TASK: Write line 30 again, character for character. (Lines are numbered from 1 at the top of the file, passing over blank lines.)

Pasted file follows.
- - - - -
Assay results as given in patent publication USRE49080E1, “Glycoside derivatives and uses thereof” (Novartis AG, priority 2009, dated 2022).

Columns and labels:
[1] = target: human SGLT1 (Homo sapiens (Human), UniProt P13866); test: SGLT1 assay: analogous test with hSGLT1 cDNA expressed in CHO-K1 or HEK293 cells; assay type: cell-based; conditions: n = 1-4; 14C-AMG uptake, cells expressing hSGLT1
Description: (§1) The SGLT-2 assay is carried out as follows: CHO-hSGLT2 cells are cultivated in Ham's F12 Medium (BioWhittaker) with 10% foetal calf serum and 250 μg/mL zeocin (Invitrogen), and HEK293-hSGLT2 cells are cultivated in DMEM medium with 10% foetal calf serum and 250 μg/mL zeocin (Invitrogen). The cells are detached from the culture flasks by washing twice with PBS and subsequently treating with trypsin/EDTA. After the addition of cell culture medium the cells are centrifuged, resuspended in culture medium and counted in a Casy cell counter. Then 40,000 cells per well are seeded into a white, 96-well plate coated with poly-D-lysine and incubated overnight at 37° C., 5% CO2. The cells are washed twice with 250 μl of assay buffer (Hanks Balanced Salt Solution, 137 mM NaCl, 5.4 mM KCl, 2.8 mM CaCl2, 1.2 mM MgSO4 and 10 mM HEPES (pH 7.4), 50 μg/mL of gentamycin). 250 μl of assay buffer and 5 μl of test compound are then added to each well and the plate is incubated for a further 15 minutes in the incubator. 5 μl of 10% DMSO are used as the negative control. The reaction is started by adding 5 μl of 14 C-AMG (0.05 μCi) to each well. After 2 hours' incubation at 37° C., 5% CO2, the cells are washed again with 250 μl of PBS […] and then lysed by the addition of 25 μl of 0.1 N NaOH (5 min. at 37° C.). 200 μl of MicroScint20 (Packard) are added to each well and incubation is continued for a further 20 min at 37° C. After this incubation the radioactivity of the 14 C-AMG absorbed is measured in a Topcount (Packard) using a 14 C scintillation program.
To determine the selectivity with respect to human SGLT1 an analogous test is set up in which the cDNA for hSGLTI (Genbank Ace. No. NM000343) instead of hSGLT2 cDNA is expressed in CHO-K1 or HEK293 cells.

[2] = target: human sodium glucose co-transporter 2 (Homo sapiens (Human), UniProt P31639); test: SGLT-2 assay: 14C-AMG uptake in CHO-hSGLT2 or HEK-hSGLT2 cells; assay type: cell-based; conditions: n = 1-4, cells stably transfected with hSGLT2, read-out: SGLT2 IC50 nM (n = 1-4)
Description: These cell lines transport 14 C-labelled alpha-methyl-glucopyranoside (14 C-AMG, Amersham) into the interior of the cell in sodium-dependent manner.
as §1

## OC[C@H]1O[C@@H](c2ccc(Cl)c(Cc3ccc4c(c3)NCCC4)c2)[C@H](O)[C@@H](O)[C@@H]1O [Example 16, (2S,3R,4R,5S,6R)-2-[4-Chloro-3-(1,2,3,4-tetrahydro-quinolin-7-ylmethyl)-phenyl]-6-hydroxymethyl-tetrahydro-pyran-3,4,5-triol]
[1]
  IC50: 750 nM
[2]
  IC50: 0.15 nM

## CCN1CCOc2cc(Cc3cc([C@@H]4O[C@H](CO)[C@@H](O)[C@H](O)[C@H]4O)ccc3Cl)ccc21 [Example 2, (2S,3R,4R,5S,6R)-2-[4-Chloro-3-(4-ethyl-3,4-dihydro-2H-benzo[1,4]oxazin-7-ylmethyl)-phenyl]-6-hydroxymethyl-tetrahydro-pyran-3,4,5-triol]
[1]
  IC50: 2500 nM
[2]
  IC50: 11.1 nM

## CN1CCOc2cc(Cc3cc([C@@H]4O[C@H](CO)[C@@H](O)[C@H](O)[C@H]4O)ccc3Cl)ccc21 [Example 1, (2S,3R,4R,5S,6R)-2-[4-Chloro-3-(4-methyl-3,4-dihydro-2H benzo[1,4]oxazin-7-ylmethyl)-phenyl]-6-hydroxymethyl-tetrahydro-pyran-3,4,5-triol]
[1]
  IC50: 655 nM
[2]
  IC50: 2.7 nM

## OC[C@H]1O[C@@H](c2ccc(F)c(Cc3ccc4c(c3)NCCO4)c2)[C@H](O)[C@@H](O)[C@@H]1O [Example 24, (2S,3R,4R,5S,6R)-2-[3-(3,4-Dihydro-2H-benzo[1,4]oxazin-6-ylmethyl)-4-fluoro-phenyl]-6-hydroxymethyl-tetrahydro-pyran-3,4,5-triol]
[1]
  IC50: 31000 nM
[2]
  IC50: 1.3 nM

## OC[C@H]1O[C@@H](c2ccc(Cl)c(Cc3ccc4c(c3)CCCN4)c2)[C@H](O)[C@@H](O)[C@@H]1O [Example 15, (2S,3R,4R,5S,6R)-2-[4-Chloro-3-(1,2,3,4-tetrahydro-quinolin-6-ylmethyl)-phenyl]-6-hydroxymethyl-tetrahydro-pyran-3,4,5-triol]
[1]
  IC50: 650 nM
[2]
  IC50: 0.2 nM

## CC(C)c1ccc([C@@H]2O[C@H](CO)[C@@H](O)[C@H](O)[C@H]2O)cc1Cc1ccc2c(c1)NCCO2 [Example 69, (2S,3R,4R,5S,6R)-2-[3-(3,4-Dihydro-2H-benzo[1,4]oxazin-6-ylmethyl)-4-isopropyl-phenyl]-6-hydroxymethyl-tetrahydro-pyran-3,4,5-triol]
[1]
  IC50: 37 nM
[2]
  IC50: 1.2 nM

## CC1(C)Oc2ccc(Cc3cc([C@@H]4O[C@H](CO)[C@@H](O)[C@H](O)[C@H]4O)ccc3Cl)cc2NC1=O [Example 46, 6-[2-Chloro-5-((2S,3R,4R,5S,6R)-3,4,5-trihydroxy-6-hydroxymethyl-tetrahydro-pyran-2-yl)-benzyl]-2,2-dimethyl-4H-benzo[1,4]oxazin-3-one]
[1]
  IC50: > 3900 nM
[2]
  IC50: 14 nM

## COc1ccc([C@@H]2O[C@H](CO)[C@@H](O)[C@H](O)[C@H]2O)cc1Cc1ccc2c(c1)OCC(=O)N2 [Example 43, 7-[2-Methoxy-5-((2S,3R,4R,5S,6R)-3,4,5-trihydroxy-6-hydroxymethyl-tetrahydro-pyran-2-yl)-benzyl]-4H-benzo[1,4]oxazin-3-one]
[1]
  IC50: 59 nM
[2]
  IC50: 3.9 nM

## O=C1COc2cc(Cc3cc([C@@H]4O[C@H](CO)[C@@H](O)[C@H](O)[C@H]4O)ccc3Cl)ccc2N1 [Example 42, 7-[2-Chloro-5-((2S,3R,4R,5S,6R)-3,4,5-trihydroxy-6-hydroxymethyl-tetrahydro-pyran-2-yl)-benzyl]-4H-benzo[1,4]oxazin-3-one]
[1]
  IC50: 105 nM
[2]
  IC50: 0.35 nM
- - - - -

[1]